Divorce is complex and messy, but so often society only thinks of it in terms of being complex and messy for the parents and children involved. But what about extended families? Grandparents care deeply about their grandchildren’s welfare. But grandparents often feel left out or confused as to what say in the matter they might have when their adult child divorces. What rights do grandparents have when it comes to custody cases in Washington State?
Parents have the legal right to raise and be involved in the lives of their own children, but grandparents are typically not afforded that same right. In some specific cases, grandparents may be awarded visitation rights in order to spend time with their grandchildren, but this is rare.
If a grandparent wishes to obtain custody of their grandchildren, then they may have more say in the custody case because they are directly requesting that the court consider them as custodial guardians. This type of request will only be considered if the parents are deemed unfit by the court to raise their child.
What this means is that unless a grandparent wishes to take legal steps to either receive visitation rights or custodial rights with their grandchild, they really don’t get a say in a custody arrangement, custody case, or in any details relating to their grandchild’s care in Washington State.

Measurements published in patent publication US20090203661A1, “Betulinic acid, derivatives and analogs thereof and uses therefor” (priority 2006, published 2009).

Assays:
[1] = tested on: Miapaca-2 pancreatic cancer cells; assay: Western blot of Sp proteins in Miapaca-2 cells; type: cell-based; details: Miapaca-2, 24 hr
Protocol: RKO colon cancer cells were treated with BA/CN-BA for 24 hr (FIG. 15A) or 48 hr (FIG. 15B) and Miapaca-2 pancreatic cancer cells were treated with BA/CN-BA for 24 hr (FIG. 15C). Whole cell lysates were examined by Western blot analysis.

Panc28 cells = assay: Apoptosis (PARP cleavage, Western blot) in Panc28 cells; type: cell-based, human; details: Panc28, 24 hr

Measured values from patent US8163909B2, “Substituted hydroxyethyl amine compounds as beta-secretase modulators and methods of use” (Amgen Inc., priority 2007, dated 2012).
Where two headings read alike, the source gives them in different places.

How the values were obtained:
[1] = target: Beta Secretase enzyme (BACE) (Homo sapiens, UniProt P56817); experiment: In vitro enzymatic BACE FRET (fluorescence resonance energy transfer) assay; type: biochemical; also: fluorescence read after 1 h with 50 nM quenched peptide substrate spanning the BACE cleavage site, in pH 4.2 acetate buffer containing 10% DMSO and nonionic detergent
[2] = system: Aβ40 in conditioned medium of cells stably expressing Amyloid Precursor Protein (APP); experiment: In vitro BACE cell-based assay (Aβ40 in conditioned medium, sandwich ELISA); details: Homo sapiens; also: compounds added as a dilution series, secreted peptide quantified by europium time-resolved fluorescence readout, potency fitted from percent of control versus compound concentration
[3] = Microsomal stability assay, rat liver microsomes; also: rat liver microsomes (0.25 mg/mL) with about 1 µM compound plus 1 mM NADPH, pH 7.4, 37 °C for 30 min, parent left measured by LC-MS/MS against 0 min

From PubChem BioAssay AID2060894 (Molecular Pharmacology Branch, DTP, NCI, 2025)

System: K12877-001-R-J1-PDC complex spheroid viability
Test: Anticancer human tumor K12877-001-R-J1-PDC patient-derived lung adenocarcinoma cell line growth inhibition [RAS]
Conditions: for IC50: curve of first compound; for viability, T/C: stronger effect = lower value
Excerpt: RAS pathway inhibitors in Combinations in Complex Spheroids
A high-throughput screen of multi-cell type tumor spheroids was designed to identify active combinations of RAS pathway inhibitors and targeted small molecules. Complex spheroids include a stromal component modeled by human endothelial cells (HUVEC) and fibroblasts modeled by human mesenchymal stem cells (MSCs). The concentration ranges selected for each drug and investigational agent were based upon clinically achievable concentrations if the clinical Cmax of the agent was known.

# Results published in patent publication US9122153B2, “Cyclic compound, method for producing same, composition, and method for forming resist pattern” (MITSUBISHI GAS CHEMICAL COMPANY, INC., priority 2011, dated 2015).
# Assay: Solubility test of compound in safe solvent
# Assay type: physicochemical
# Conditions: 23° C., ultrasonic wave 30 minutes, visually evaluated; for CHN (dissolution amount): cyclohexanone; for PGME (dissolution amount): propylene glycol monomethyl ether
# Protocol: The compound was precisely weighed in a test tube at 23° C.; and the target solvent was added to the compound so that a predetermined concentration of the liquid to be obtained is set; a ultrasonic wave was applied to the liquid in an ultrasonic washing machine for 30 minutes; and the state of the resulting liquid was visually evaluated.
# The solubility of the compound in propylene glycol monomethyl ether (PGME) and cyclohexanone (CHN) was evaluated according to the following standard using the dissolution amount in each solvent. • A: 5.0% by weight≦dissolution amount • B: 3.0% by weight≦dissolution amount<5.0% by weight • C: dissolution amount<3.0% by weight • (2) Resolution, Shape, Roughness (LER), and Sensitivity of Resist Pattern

This can become very complicated, both legally and emotionally. In some cases, a bitter custodial parent may refuse to allow their children to see their ex’s parents, causing pain and sadness for the grandparents. They may refuse to allow an ex’s parents to even have contact with their children, including phone or video calls to maintain the grandparent-grandchild relationship.
Unfortunately, that will most likely not be a strong enough reason for a court to intervene and force a parent to allow visitation between their child and the child’s grandparents. Parental rights are protected in Washington State, and there are no binding laws around grandparent visitation rights. A grandparents’ desire to see their grandchildren will typically not be enough to override a parents’ wishes for how they raise their children. The court’s main goal is to maintain a healthy parent-child relationship, even during divorce proceedings. A court or judge will never terminate the rights of parents simply because a grandparent wants to have a say or feels they should have more regular contact with their grandchild.
If a grandparent does feel they have a strong legal case, they have two options. They can either petition the court for custody of their grandchild, or they can gain visitation rights or more regular contact through a parenting plan.
In order for the grandparent to petition for custodial rights of the children, they must prove that:
1. There is sufficient evidence to support that the child is in the care of an unfit parent, and therefore petition to terminate their children’s parental rights
2. It would be detrimental to the best interests of the child to remain with their biological parents
3. The grandparent has an established, close emotional attachment to the child, which establishes stability in the child’s life
4. The grandparent has the ability to provide a safe environment for the child